Rain or shine, Gail Conway spends her free time hiding books around Longview.

She got the idea from a Belgian English teacher who created a scavenger hunt for books after a mobile phone game called Pokemon Go broke records with its popularity last summer and got people outside searching for digital creatures.

Last August, Conway brought the scavenger hunt to Longview.

“What I like is that people will get outdoors and move around,” Conway said. “And then they can enjoy the outdoors while looking for books.”

The premise is simple: Put a book in a plastic bag, hide it somewhere around town and then post a picture or clue in the Facebook group. Whoever figures out the clue, or just finds the book, then can bring it home with them to enjoy.

Conway said she kept the original name Chasseurs de Livres, which means “book hunters” in French, in order to maintain a connection with the original group in Belgium. It’s pronounced “shah-SURE day LEAVE-rah.”

There are hundreds of similar groups around the world, but Conway says Longview may have been one of the first ones stateside. There are currently about 150 local members, all hiding and finding books.

On a drizzly Saturday, Conway hid ziplocked books under auburn leaves, in tree nooks and by statues. Then she snapped pictures of them with slivers of their surroundings for Facebook members to decipher.

But Conway also hopes that those who aren’t members of the Facebook group will discover the books as well.

“Sometimes I put them in more obvious places because I want people to just happen upon them,” she said. “Other times I put it where no one will look and then I post a photo with a clue. And somehow they always find it.”

Inside the book is a note explaining the nature of the group and inviting the finder to join Chasseurs de Livres Longview WA on Facebook. They are encouraged to enjoy the book and then hide it again for the next reader, but they can also just keep it.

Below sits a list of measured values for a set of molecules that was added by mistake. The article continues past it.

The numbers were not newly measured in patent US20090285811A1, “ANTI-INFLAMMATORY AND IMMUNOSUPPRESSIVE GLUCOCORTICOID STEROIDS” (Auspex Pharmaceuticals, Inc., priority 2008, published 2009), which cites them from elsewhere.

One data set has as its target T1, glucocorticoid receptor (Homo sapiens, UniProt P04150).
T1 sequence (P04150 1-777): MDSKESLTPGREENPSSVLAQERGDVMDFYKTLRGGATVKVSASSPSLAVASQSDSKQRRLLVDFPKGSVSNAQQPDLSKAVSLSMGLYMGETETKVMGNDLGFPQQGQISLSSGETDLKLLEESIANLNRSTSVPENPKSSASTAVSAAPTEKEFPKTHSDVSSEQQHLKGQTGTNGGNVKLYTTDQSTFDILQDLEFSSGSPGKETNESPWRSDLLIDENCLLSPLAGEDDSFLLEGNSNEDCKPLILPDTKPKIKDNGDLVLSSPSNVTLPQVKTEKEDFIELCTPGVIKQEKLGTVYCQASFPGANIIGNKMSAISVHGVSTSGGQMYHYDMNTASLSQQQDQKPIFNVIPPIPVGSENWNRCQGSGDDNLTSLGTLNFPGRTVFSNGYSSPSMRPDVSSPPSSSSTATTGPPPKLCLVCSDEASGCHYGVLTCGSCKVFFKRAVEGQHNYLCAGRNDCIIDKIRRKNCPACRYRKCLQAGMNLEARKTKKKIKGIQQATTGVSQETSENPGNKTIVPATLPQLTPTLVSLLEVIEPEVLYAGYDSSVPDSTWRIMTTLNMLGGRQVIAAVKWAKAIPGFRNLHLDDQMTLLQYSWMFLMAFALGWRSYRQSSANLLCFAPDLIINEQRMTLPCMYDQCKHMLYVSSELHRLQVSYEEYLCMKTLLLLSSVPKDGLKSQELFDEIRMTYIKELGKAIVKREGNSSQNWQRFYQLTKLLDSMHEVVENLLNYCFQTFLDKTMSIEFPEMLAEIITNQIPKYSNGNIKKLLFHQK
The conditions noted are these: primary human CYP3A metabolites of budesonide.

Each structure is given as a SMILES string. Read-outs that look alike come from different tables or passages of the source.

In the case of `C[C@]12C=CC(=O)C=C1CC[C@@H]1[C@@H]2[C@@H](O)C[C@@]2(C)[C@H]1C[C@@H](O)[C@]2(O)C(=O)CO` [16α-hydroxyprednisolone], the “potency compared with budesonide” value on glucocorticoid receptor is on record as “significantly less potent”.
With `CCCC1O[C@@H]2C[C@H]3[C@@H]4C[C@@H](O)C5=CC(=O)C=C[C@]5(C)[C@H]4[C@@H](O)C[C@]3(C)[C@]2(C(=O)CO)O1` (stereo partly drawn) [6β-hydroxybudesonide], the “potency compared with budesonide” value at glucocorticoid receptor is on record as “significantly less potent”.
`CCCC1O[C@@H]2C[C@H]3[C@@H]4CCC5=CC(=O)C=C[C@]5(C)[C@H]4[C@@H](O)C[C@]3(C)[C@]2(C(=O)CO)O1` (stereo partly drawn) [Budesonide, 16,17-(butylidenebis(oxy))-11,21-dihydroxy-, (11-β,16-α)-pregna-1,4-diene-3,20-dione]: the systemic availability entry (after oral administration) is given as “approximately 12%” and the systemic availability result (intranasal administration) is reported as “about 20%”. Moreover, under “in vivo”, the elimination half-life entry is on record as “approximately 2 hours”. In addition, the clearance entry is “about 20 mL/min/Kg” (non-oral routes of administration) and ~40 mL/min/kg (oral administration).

Conway estimated that the group has distributed at least 100 books in the year that it has been around. She personally has about 30 books sitting in her home right now, waiting to be hidden.

Most of the books come from the used section of Powell’s Books in Portland, but Conway said she has spent up to $15 for just one.

“I scout for nice books. I don’t just take old discards that no one wants,” she said.

In addition, she reads or skims every book before hiding them in order to screen the content.

“I don’t put anything out that’s too controversial,” Conway said. “There’s so many good books out there, and I want to make sure anyone can enjoy (them).”

The group hides books for all ages and interests. With two grown children in their 20s, Conway said she has enjoyed the excuse to read children’s books again.

Hiding books can be time consuming for Conway, who is a physician, but she said that books are “treasures” and should be shared.

“When someone finds a book, I hope they feel the sudden joy of someone leaving them a present,” Conway said. “You can sit down, enjoy the book and then pass it on to someone else. … It’s anonymously sharing things that you think are beautiful.”



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